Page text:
Tenant Rights

Tenants in New York City have many legal rights. Take a look at the list below to learn more about NYC tenant rights.

The Tenant Support Unit (TSU) helps New Yorkers who may be experiencing landlord harassment, are at risk of displacement, or need to make home-related repairs. The information provided on this page answers some of the most frequent questions we receive from tenants. If you have concerns about your rights and how to access them, we are here to help.

Contact the Tenant Support Unit for assistance. If you're not ready to get in touch yet, visit our eviction prevention tool (the Tenant Resource Portal) to find resources that may be available to you.

Tenant Rights in NYC

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Illegal Lockouts & Eviction

Regardless of your immigration status, if you have lived in your apartment for more than 30 days or have a lease agreement, it is illegal for your landlord to pressure or force you to leave your home. They are not allowed to shut off your utilities as punishment to try to get you to leave or to lock you out of your home.

You have the right to stay in your home unless you receive an Eviction Order signed by a judge and delivered by a Marshal or Sheriff. Learn more about illegal lockouts and your legal rights during the eviction process here..


All New Yorkers are protected against discrimination in housing by city, state, and federal laws. That means you cannot be turned down from renting or charged more in rent based on characteristics that are protected by law. Protected characteristics in NYC include: disability, gender identity, gender, race, religion, source of income (how you intend to pay your rent), age, citizenship status, sexual orientation, and more (learn more and find the full list here).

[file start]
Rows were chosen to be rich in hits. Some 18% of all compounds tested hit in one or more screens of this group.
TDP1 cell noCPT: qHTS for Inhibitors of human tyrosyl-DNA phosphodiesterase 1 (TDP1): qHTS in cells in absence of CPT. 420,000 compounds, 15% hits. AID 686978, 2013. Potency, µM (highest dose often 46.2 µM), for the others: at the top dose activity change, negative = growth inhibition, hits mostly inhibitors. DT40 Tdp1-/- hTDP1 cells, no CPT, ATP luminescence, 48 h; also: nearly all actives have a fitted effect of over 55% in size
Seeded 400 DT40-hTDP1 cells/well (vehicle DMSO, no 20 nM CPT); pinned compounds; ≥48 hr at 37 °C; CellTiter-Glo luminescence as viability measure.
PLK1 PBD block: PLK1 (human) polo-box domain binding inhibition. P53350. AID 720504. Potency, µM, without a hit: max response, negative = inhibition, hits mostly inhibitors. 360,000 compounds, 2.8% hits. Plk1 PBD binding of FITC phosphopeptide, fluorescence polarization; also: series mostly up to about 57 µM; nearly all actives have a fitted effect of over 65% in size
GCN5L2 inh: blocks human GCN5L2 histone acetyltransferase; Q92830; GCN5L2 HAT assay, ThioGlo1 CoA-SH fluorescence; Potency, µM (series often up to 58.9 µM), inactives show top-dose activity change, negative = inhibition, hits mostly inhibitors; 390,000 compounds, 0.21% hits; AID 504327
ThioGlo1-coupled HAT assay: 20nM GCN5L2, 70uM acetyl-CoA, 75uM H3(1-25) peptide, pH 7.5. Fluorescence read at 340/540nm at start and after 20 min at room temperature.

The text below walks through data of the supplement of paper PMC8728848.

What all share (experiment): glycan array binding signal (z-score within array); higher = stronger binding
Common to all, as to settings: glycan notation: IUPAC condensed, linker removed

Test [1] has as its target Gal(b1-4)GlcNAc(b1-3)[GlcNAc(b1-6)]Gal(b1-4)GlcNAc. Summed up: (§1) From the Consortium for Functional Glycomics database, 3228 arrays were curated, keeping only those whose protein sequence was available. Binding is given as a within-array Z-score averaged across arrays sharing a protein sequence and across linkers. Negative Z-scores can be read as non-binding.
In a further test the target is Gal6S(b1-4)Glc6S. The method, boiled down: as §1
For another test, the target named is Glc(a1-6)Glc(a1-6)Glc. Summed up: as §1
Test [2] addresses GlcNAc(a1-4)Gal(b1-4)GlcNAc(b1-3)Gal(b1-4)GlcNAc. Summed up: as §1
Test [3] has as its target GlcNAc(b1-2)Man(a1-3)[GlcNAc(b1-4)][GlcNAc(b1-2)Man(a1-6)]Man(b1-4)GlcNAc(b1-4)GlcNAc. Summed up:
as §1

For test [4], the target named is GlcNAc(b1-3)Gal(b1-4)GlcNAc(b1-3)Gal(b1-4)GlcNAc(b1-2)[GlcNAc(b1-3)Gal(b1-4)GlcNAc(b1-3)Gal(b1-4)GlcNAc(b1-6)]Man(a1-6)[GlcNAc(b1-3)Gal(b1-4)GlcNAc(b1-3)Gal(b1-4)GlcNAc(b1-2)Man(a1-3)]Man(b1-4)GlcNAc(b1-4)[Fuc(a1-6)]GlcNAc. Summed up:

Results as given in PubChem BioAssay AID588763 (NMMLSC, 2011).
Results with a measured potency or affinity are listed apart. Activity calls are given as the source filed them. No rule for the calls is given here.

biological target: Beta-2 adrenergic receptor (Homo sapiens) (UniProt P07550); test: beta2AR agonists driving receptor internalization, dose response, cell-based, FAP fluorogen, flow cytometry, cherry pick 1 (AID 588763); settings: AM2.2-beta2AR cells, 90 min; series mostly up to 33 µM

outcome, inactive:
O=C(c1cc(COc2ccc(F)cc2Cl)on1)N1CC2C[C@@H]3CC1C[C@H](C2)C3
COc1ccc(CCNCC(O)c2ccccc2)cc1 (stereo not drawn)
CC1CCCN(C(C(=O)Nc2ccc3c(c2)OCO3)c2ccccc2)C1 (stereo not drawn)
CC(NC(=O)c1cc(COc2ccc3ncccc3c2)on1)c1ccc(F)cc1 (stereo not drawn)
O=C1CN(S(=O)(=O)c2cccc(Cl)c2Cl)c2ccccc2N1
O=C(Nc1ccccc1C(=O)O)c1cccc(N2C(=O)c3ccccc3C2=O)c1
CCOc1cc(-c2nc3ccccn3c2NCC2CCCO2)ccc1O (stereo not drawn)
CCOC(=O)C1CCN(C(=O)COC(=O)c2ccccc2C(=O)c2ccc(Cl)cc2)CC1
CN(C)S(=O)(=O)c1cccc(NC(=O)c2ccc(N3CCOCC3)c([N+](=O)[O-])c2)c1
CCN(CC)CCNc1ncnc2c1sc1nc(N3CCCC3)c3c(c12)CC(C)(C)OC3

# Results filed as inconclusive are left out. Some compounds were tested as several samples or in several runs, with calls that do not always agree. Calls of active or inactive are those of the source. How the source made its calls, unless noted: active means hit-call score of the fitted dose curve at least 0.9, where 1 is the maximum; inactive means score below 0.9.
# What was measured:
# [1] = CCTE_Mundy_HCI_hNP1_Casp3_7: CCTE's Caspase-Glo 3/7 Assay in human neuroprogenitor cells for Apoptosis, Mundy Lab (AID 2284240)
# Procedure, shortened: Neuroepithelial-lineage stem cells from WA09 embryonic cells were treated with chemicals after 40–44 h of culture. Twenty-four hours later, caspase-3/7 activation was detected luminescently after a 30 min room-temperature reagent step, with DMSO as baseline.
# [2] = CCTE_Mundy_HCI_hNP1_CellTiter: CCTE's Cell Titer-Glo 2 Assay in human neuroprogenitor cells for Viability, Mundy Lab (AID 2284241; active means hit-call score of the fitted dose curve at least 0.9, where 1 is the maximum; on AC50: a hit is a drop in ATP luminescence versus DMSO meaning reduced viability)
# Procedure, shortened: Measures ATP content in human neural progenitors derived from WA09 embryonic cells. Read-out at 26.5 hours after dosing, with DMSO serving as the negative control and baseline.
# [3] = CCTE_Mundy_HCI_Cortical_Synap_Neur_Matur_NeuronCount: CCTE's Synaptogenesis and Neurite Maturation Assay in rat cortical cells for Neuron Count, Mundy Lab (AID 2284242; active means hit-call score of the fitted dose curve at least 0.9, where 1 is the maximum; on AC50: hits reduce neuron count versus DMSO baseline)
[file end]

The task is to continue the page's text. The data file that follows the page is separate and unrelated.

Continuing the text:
Additionally, federal nondiscrimination laws require housing providers to grant requests for reasonable accommodations and modifications in housing. You can report discrimination to the New York City Commission on Human Rights (NYCCHR) on their website here. You can also contact them by phone: call 311 and say "human rights" or call NYCCHR directly at 212-416-0197.

Disability Protections

Disability rights are civil rights. If you have a disability in NYC, you are protected against discrimination. If you have experienced discrimination in anything from housing to employment, you can reach out to the New York City Commission on Human Rights. You can report discrimination to the New York City Commission on Human Rights (NYCCHR) on their website here. You can also contact them by phone: call 311 and say "human rights" or call NYCCHR directly at 212-416-0197.

Additionally, allowing service and emotional support animals is a reasonable accommodation for a disability. Turning someone down from buying or renting because of their service or emotional support animal is illegal in NYC.

Landlord Harassment

NYC law protects NYC tenants from landlord harassment. Harassment by an owner to force tenants out of their homes, or to surrender their rights, is always illegal. Some examples of landlord harassment include:

  • Repeatedly contacting or visiting your home during non-business hours without permission or warning
  • Repeated buy-out offers
  • Deliberately causing construction-related problems for tenants, including working after hours, blocking entrances, conducting work without a permit, or failing to remove excessive dust or debris
  • Threatening or intimidating you in an effort to encourage or ask you to move out of your home or give up your rights
  • Neglecting necessary repairs or not providing necessary utilities that are necessary for a habitable home, in order to push you out of your unit
  • Providing you with an unjustified eviction notice or locking you out of your home without going through a formal eviction process in court

Learn more about landlord harassment here.

Heat & Hot Water

Building owners are legally required to provide heat and hot water to their tenants. Hot water must be provided 365 days per year at a constant minimum temperature of 120 degrees Fahrenheit.